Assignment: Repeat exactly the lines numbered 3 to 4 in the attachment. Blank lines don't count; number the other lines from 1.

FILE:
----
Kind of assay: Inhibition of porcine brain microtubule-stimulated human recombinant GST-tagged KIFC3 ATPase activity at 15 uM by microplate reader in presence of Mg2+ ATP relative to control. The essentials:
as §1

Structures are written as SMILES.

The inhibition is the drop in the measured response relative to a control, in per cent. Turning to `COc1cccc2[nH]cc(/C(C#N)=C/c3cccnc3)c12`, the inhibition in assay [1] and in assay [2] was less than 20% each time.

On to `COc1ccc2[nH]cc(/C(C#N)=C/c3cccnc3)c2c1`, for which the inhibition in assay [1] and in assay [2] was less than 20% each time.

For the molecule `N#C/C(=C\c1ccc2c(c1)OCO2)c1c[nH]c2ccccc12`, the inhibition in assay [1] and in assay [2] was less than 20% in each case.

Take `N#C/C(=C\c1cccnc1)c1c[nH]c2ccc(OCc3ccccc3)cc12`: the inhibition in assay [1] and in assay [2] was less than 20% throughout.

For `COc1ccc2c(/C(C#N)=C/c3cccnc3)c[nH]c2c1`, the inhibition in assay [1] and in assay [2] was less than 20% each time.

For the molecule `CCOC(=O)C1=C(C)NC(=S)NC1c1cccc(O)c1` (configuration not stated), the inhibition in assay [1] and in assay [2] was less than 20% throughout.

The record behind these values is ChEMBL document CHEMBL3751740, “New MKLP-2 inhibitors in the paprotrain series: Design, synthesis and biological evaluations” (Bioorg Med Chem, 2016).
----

Structures are written as SMILES.

The inhibition is the drop in the measured response relative to a control, in per cent. Turning to `COc1cccc2[nH]cc(/C(C#N)=C/c3cccnc3)c12`, the inhibition in assay [1] and in assay [2] was less than 20% each time.